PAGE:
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Toughie 2451

Toughie No 2451 by Gila

Hints and tips by Gazza

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BD Rating – Difficulty ****Enjoyment ***

There are twelve 4-letter and four three-letter answers in this puzzle. We often refer to such as ‘pesky’ but only one gave me any real problems – 8a where the A?E? pattern and the less than helpful definition had me scratching my head and eventually revealing a letter so that I could finish the puzzle. That head-scratching made me add an extra difficulty star. Thanks to Gila for the contest.

Do leave a comment telling us how you fared and what you thought of the puzzle.

Across Clues

6a Good examples of electronic form used to fill lists (4,6)
ROLE MODELS: insert the abbreviation for electronic and a synonym for form or manner into another word for lists (which could be a verb or a noun).

8a Flipping big city area taken over (4)
ANEW: this was my last answer and I eventually revealed a letter to get it. Stick together an archaic word for a big city (especially London) and the abbreviation for area and reverse (flipping) it all. I did know the word for the big city but I wasn’t sure originally which end of the clue held the definition. I’m not really convinced by ‘taken over’ as the definition and I can’t come up with a sentence where that is interchangeable with the answer. Thanks to Nogbad for pointing out that the definition is just ‘over’.

9a Soft and hairy hybrid shrub (9)
FORSYTHIA: an anagram (hybrid) of SOFT and HAIRY. How many of you initially tried to find a shrub starting with P?

11a Great success as one blocking corruption (4)
RIOT: the Roman numeral for one goes inside another word for corruption or deterioration.

12a Hot soup is incredibly acidic? (3)
PHO: this Vietnamese soup (when split 2,1) looks like it’s an indication of very high acid content.

13a Bun is light, creamy at first, covered with fudge (5,4)
FAIRY CAKE: insert an adjective meaning light or spacious and the first letter of covered into a verb to fudge or falsify.

16a Rider provides cover for US soldier around animals (4)
PIGS: a rider or something added at the end of a document contains the reversal of our usual US soldier.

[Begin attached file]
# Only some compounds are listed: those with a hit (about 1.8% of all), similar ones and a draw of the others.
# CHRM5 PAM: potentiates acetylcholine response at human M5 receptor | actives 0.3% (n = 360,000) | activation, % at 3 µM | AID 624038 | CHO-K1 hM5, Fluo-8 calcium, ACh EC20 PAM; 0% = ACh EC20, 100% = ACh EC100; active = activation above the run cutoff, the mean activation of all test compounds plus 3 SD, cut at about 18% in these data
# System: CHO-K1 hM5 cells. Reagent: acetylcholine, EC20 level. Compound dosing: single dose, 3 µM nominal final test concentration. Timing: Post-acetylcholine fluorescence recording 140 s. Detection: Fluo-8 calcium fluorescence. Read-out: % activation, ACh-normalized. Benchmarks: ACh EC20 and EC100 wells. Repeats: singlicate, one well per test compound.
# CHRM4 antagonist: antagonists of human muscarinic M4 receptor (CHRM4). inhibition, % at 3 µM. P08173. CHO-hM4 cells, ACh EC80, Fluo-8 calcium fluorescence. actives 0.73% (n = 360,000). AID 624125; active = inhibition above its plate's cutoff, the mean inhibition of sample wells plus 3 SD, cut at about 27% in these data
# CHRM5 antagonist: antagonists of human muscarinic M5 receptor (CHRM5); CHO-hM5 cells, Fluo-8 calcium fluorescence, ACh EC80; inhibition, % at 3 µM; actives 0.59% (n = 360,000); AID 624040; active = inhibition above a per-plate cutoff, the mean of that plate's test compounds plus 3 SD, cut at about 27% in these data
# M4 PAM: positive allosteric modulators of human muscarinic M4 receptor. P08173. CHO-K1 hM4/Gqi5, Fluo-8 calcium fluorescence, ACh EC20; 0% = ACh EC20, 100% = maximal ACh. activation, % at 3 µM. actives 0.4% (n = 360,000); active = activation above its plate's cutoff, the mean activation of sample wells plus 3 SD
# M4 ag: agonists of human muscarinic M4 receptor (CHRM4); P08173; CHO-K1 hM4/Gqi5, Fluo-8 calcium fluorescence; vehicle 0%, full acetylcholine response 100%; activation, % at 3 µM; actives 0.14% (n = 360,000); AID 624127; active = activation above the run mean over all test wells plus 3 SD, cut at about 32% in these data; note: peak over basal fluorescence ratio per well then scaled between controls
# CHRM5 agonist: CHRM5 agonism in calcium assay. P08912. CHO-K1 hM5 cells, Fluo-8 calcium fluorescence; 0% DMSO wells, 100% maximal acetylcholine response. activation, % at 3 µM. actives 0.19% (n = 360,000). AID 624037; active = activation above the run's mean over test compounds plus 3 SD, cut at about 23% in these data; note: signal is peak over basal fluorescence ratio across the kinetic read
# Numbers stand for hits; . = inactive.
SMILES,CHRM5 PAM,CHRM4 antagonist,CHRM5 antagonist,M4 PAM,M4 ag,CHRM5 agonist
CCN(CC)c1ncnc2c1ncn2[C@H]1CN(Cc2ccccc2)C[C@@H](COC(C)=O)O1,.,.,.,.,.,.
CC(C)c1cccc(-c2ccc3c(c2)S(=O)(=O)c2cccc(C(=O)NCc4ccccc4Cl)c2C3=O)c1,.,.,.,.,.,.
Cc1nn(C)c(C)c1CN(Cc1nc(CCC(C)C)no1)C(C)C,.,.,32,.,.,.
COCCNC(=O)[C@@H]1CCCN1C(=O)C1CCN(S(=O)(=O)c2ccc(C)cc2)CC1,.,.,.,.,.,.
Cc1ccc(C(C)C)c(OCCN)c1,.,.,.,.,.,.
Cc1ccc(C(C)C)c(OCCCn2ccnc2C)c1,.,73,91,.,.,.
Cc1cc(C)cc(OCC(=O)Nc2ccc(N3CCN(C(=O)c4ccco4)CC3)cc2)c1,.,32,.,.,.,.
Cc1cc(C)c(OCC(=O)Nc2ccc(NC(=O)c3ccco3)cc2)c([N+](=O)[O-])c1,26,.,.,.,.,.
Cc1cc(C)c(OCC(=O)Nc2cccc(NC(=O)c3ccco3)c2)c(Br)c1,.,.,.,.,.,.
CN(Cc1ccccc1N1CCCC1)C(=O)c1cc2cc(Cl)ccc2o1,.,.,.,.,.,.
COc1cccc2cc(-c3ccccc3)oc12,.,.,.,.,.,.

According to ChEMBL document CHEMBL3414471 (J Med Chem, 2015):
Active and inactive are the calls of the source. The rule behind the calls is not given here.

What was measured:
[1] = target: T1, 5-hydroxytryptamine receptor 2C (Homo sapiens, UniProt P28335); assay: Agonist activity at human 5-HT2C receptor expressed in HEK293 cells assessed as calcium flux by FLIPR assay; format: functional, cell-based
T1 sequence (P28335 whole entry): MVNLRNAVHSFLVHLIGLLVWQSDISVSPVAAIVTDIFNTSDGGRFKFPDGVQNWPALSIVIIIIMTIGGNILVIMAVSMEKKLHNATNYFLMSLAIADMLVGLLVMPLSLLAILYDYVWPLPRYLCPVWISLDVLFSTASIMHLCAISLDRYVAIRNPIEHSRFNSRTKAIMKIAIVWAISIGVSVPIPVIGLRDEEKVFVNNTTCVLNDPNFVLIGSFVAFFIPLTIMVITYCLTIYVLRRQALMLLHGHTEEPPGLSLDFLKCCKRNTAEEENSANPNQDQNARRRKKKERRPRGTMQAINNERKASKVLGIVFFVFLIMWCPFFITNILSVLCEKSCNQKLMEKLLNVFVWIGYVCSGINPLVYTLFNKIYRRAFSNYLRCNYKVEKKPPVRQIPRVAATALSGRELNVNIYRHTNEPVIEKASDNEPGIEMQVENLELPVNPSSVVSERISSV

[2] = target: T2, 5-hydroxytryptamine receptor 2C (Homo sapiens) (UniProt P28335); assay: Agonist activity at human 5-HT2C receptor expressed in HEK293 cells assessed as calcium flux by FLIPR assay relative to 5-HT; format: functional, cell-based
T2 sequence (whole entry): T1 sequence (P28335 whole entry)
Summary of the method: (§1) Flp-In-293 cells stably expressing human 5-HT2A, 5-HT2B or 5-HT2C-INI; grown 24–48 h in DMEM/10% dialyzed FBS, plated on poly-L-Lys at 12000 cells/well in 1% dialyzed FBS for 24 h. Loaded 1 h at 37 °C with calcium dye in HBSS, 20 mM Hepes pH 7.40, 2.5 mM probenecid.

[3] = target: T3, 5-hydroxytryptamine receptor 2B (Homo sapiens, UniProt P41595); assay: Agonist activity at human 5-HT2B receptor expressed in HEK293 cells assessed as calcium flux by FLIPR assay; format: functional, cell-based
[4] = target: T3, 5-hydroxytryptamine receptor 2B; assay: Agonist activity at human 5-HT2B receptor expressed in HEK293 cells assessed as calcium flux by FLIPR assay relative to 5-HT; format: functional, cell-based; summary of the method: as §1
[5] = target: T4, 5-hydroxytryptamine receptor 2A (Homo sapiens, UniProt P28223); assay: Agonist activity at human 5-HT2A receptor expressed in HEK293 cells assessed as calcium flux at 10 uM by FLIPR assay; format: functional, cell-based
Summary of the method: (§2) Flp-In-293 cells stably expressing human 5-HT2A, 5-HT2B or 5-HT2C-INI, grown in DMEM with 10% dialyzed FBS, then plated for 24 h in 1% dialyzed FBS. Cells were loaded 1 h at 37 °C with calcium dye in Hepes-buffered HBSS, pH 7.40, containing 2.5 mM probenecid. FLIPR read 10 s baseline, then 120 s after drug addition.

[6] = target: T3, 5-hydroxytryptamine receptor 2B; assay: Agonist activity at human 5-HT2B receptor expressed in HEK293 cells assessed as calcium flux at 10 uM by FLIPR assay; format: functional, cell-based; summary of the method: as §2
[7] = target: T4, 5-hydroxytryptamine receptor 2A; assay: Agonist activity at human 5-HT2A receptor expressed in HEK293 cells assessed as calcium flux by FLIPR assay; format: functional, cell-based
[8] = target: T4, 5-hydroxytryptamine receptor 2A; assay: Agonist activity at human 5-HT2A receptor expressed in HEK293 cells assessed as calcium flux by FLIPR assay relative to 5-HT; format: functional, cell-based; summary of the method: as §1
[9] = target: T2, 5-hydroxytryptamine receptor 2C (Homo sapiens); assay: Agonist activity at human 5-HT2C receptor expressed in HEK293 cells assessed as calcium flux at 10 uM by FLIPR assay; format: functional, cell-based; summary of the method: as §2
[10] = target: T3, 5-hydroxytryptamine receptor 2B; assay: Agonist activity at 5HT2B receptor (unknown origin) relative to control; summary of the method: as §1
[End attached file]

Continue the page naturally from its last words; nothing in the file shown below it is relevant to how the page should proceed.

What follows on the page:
17a Couple possessing too much information about songbirds (7)
TITMICE: a verb to couple or unite contains the abbreviation for ‘too much information’ and the single-letter abbreviation meaning about or approximately.

18a Overly large but useful computer interface (7)
TOOLBAR: string together an adverb meaning overly, the clothing abbreviation for large and a preposition meaning but or except.

20a Female nurse headed to give assistance (4)
ENID: combine the abbreviation for an Enrolled Nurse and a verb to give assistance which has its first letter headed or lopped off.

21a Failing strategies, lacking input from good studies (9)
TREATISES: an anagram (failing) of STRATE[g]IES without the abbreviation for good.

23a Qualifiers seeing some competitors fight back (3)
IFS: hidden in reverse.

24a Zulu queen clutches a religious text (4)
EZRA: our Queen’s regnal cipher contains the letter that Zulu stands for in the Nato Phonetic Alphabet then append A. A bit of Yoda-speak.

25a Become aware stuff brought about tense, messy affair (5-4)
MARE’S-NEST: weld together a verb to become aware (of) or recognise and a verb to stuff. Now reverse all that and add the grammatical abbreviation for tense.

29a How many make up a Spanish soccer side at any time? (4)
ONCE: if you only learned to count from one to ten in Spanish you should have gone just a little bit further.

30a Love getting into vacations to travel somewhere in the Atlantic (4,6)
NOVA SCOTIA: insert the letter that looks like love or zero into an anagram (to travel?) of VACATIONS.

Down Clues

1d Make a mistake and almost quit (4)